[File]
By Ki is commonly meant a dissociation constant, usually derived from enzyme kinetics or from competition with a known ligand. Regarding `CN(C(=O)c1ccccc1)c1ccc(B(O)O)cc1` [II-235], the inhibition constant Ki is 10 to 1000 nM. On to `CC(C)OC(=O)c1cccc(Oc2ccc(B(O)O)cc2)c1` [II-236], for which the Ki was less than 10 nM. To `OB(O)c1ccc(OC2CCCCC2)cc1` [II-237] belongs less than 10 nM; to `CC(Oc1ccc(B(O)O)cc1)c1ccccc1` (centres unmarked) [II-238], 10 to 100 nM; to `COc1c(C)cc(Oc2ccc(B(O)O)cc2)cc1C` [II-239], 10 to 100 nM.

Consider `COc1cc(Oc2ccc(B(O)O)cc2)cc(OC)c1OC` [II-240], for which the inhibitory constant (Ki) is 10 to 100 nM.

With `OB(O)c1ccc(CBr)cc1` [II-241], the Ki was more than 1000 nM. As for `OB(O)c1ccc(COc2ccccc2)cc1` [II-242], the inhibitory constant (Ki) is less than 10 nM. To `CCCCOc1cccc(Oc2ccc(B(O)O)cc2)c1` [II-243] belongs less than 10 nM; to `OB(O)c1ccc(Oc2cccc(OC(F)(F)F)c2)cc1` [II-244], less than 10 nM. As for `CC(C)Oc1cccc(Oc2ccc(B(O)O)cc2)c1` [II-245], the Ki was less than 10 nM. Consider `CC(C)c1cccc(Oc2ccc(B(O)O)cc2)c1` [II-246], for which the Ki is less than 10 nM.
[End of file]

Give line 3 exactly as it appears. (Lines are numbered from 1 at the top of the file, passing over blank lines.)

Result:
With `OB(O)c1ccc(CBr)cc1` [II-241], the Ki was more than 1000 nM. As for `OB(O)c1ccc(COc2ccccc2)cc1` [II-242], the inhibitory constant (Ki) is less than 10 nM. To `CCCCOc1cccc(Oc2ccc(B(O)O)cc2)c1` [II-243] belongs less than 10 nM; to `OB(O)c1ccc(Oc2cccc(OC(F)(F)F)c2)cc1` [II-244], less than 10 nM. As for `CC(C)Oc1cccc(Oc2ccc(B(O)O)cc2)c1` [II-245], the Ki was less than 10 nM. Consider `CC(C)c1cccc(Oc2ccc(B(O)O)cc2)c1` [II-246], for which the Ki is less than 10 nM.